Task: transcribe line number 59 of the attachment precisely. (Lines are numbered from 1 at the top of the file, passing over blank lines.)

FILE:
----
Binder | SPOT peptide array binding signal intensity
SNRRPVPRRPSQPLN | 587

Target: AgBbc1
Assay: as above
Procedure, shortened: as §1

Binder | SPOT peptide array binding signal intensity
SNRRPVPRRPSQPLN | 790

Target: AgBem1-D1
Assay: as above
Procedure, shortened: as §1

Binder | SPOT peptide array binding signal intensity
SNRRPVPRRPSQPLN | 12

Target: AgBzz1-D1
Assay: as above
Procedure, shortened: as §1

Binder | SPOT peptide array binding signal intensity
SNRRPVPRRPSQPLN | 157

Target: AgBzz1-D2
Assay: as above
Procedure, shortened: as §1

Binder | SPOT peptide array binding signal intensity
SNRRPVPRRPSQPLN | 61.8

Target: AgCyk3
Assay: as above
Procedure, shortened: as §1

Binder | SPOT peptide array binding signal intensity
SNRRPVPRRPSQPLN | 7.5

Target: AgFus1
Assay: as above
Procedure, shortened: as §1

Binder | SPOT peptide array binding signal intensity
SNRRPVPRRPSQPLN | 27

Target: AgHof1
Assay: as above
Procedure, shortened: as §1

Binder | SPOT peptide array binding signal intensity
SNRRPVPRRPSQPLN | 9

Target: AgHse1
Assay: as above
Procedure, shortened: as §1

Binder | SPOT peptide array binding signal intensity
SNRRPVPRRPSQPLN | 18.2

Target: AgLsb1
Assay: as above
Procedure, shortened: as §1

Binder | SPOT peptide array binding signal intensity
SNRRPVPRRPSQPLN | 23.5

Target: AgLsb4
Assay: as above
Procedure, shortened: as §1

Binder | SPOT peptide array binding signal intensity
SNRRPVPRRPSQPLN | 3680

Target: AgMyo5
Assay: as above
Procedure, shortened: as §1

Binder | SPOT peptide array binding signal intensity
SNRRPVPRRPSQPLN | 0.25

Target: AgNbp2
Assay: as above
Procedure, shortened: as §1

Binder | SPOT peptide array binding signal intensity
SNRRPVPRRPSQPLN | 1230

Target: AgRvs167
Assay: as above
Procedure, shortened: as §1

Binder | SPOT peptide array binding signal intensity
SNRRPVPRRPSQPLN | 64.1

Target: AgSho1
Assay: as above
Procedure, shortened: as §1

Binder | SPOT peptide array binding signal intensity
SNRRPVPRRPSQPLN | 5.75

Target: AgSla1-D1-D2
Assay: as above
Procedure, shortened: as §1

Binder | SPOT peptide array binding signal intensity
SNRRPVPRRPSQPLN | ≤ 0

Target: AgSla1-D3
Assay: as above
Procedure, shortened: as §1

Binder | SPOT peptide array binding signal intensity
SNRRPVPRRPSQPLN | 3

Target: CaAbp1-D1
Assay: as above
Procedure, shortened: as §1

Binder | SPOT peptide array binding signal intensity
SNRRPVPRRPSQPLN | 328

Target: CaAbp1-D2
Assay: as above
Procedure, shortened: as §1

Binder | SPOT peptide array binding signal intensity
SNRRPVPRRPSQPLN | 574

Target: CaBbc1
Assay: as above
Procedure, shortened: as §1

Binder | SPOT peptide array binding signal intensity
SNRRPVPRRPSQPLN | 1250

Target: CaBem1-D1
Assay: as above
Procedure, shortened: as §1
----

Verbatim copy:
Assay: as above